To really get the elegant silhouette of an 1890s ballgown I needed a good petticoat to go under the skirt. Just like the skirt, it would be relatively narrow at the top with a really wide hem for maximum swishiness. I made it out of 5 yards of white polyester taffeta.
I wanted the back to be fuller than the front so it would provide a nice sweep to the back of the skirt, so I cut a flat A-line front panel, with a half-circle back panel.
At this point the circumference of the skirt was 200 inches. To make the hem stand out even more I attached an 8″ wide facing made of petticoat netting harvested from the bridesmaid dresses to the bottom of the petticoat on the inside (luckily for me the original netting was already cut on basically the same curve as my skirt). Then I cut 8″ wide strips of taffeta, pinked the edges, and sewed them together into a long strip (400 inches). I gathered the strip about 1.5″ from the top using zig-zag stitching over a piece of dental floss, and sewed it on top of the netting on the inside of the petticoat, adding even more volume to the hem. I completely stole this idea from Natalie at Frolicking Frocks, because it looked like such a great and period-looking way to get the shape I was looking for. I had to use petticoat netting rather than the more period-correct tarletan (impossible to find!)– it may not have been quite as stiff, but it seemed to work reasonably well.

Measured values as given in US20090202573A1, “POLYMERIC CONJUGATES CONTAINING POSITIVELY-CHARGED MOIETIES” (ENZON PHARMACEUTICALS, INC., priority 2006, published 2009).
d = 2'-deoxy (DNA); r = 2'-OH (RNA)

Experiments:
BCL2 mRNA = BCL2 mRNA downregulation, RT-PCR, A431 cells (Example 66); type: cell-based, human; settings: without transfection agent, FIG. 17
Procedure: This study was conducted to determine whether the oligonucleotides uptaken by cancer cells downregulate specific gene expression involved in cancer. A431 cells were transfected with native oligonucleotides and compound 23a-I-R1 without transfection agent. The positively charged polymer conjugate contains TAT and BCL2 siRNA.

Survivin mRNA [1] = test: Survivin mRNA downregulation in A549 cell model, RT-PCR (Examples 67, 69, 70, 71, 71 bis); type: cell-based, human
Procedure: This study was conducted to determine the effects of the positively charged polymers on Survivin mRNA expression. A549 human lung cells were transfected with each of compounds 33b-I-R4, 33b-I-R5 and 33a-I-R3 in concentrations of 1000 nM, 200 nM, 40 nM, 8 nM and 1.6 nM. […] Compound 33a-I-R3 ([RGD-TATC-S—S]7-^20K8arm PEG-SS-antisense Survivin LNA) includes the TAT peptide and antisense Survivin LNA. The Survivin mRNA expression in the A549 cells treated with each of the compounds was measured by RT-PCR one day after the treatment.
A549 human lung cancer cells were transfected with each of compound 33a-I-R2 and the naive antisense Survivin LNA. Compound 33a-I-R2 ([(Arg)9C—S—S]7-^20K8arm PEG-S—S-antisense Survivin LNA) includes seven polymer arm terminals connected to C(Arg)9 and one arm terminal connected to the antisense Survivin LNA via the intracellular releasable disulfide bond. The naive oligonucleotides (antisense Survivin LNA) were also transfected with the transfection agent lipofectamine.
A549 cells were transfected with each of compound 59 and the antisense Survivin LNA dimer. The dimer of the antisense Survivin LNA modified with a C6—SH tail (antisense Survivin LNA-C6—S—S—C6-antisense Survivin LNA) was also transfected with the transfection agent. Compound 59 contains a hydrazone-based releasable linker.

I added a waistband to the top, and it was all set. However, when I put it on under the dress, it didn’t really do that much to fill out the skirt. (before and after below).Sure, it looked slightly more supported, but didn’t have the shape of the inspiration dresses.
To boost the volume a little more, I took the skirt lining of the original bridesmaid’s dress, which still had its flounce of petticoat netting attached, and attached a waistband to it. Once I put that under the white petticoat it helped a lot to support the correct shape for the skirt.
I have a picture of the dress with the two petticoats under it, but by the time I took it I had already started adding embellishment to the outer skirt, and I don’t want to spoil the reveal! You’ll just have to wait…
- I love the zig-zag over dental floss method of gathering fabric, but if you do it, don’t get impatient and make the same mistake I did– specifically, don’t pull the fabric through the machine to make it go faster. You might not think the length of the zig-zags matters, but it does– the faster you pull the fabric through, the more spaced-out the stitches will be, and the sloppier your gathers will turn out.
- Press your gathered ruffles before attempting to sew them down. Trust me, it’ll help. Don’t believe me? Check out the before and after on the gathered ruffles from my Katniss wedding gown.
- So the takeaway from this experience is that (at least when you’re working with polyester taffeta) petticoat netting may not be period-correct, but it’s the easiest way to get the shape you want in a skirt. And hey, all of the netting is sandwiched between layers of fabric, so hopefully it won’t show while dancing, right?